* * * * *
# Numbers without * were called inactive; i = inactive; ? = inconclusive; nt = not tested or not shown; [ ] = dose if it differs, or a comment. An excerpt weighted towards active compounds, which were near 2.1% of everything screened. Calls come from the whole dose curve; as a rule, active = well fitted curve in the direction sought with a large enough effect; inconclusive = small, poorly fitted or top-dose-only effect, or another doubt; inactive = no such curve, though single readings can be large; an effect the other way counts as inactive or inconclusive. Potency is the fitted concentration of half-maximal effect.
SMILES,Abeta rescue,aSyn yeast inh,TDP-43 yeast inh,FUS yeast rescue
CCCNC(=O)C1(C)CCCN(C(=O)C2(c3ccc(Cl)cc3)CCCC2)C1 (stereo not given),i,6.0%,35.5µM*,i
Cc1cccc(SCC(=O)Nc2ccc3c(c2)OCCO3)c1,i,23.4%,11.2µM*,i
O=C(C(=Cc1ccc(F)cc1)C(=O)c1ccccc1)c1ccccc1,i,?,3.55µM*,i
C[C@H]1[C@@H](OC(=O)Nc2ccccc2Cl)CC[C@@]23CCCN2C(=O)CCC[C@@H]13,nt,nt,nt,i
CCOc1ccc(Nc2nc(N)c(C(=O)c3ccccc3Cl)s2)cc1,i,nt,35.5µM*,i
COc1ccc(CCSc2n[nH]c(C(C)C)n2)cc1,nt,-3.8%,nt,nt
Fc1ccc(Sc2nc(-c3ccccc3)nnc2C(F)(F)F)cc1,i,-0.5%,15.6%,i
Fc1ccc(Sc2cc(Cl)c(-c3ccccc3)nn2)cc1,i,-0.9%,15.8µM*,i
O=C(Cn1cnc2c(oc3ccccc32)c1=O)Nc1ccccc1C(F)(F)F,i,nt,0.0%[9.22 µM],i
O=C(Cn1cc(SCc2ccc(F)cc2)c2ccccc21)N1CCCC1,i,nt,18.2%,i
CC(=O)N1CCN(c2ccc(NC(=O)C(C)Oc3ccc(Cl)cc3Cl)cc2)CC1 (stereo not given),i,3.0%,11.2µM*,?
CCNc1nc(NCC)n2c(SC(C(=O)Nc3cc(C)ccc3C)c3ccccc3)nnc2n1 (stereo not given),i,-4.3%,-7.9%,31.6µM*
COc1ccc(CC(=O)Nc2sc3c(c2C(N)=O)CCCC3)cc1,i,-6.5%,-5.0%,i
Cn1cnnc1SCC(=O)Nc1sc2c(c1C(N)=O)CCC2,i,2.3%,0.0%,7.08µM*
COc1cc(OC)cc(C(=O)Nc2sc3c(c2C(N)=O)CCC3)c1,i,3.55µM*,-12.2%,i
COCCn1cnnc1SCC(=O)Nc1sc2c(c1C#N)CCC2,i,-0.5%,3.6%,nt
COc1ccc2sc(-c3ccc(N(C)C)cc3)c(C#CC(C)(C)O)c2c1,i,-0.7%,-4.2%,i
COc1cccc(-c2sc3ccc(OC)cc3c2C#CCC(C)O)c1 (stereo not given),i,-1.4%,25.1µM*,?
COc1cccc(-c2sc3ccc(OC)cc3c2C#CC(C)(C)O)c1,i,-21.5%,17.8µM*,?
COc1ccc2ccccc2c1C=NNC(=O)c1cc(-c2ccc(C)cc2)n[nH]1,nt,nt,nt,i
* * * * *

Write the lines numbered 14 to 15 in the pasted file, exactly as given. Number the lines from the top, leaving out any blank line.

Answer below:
CCNc1nc(NCC)n2c(SC(C(=O)Nc3cc(C)ccc3C)c3ccccc3)nnc2n1 (stereo not given),i,-4.3%,-7.9%,31.6µM*
COc1ccc(CC(=O)Nc2sc3c(c2C(N)=O)CCCC3)cc1,i,-6.5%,-5.0%,i